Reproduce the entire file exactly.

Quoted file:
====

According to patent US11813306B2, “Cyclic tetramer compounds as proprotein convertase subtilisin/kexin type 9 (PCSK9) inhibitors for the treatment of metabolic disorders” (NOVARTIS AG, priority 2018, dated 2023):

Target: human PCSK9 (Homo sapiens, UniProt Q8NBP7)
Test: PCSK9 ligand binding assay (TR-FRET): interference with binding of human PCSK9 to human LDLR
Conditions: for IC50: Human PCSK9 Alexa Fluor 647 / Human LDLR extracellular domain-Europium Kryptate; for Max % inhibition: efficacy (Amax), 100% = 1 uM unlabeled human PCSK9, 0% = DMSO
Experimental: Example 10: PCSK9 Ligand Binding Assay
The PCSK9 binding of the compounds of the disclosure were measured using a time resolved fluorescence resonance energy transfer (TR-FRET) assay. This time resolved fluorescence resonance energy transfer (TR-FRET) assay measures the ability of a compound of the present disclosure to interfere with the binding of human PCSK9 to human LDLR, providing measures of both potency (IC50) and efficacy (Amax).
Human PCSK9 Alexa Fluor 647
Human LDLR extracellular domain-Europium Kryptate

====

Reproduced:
According to patent US11813306B2, “Cyclic tetramer compounds as proprotein convertase subtilisin/kexin type 9 (PCSK9) inhibitors for the treatment of metabolic disorders” (NOVARTIS AG, priority 2018, dated 2023):

Target: human PCSK9 (Homo sapiens, UniProt Q8NBP7)
Test: PCSK9 ligand binding assay (TR-FRET): interference with binding of human PCSK9 to human LDLR
Conditions: for IC50: Human PCSK9 Alexa Fluor 647 / Human LDLR extracellular domain-Europium Kryptate; for Max % inhibition: efficacy (Amax), 100% = 1 uM unlabeled human PCSK9, 0% = DMSO
Experimental: Example 10: PCSK9 Ligand Binding Assay
The PCSK9 binding of the compounds of the disclosure were measured using a time resolved fluorescence resonance energy transfer (TR-FRET) assay. This time resolved fluorescence resonance energy transfer (TR-FRET) assay measures the ability of a compound of the present disclosure to interfere with the binding of human PCSK9 to human LDLR, providing measures of both potency (IC50) and efficacy (Amax).
Human PCSK9 Alexa Fluor 647
Human LDLR extracellular domain-Europium Kryptate